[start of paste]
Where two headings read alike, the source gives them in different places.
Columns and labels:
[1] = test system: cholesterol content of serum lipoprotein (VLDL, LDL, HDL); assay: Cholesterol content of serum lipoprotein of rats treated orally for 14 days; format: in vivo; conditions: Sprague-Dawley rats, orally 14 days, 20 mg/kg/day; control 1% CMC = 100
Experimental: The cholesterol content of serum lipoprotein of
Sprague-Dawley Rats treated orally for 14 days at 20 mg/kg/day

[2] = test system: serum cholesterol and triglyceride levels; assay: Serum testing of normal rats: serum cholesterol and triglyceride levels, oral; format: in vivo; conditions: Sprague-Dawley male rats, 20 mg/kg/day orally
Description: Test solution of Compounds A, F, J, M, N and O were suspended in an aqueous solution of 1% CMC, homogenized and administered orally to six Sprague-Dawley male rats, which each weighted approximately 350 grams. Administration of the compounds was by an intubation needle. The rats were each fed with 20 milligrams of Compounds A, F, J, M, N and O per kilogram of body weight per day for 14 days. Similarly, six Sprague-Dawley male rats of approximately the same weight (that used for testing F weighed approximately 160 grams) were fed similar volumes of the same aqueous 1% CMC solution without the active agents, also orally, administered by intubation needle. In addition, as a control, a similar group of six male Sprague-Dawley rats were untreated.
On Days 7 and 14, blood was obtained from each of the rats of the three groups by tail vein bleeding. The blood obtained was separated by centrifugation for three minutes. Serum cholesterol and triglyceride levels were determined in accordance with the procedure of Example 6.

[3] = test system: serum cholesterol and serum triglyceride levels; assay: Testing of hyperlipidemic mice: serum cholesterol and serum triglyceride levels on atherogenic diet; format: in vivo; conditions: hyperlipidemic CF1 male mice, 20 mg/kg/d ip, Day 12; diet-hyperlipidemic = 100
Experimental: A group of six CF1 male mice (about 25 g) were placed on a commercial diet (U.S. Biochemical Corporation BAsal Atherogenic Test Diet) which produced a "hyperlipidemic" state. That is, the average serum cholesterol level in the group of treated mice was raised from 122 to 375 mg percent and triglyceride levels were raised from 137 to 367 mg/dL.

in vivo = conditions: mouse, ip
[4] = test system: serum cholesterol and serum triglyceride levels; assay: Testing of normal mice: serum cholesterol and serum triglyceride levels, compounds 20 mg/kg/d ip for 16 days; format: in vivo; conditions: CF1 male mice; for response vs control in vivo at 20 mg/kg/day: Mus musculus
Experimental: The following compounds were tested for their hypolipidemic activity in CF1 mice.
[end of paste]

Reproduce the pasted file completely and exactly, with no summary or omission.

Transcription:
Where two headings read alike, the source gives them in different places.
Columns and labels:
[1] = test system: cholesterol content of serum lipoprotein (VLDL, LDL, HDL); assay: Cholesterol content of serum lipoprotein of rats treated orally for 14 days; format: in vivo; conditions: Sprague-Dawley rats, orally 14 days, 20 mg/kg/day; control 1% CMC = 100
Experimental: The cholesterol content of serum lipoprotein of
Sprague-Dawley Rats treated orally for 14 days at 20 mg/kg/day

[2] = test system: serum cholesterol and triglyceride levels; assay: Serum testing of normal rats: serum cholesterol and triglyceride levels, oral; format: in vivo; conditions: Sprague-Dawley male rats, 20 mg/kg/day orally
Description: Test solution of Compounds A, F, J, M, N and O were suspended in an aqueous solution of 1% CMC, homogenized and administered orally to six Sprague-Dawley male rats, which each weighted approximately 350 grams. Administration of the compounds was by an intubation needle. The rats were each fed with 20 milligrams of Compounds A, F, J, M, N and O per kilogram of body weight per day for 14 days. Similarly, six Sprague-Dawley male rats of approximately the same weight (that used for testing F weighed approximately 160 grams) were fed similar volumes of the same aqueous 1% CMC solution without the active agents, also orally, administered by intubation needle. In addition, as a control, a similar group of six male Sprague-Dawley rats were untreated.
On Days 7 and 14, blood was obtained from each of the rats of the three groups by tail vein bleeding. The blood obtained was separated by centrifugation for three minutes. Serum cholesterol and triglyceride levels were determined in accordance with the procedure of Example 6.

[3] = test system: serum cholesterol and serum triglyceride levels; assay: Testing of hyperlipidemic mice: serum cholesterol and serum triglyceride levels on atherogenic diet; format: in vivo; conditions: hyperlipidemic CF1 male mice, 20 mg/kg/d ip, Day 12; diet-hyperlipidemic = 100
Experimental: A group of six CF1 male mice (about 25 g) were placed on a commercial diet (U.S. Biochemical Corporation BAsal Atherogenic Test Diet) which produced a "hyperlipidemic" state. That is, the average serum cholesterol level in the group of treated mice was raised from 122 to 375 mg percent and triglyceride levels were raised from 137 to 367 mg/dL.

in vivo = conditions: mouse, ip
[4] = test system: serum cholesterol and serum triglyceride levels; assay: Testing of normal mice: serum cholesterol and serum triglyceride levels, compounds 20 mg/kg/d ip for 16 days; format: in vivo; conditions: CF1 male mice; for response vs control in vivo at 20 mg/kg/day: Mus musculus
Experimental: The following compounds were tested for their hypolipidemic activity in CF1 mice.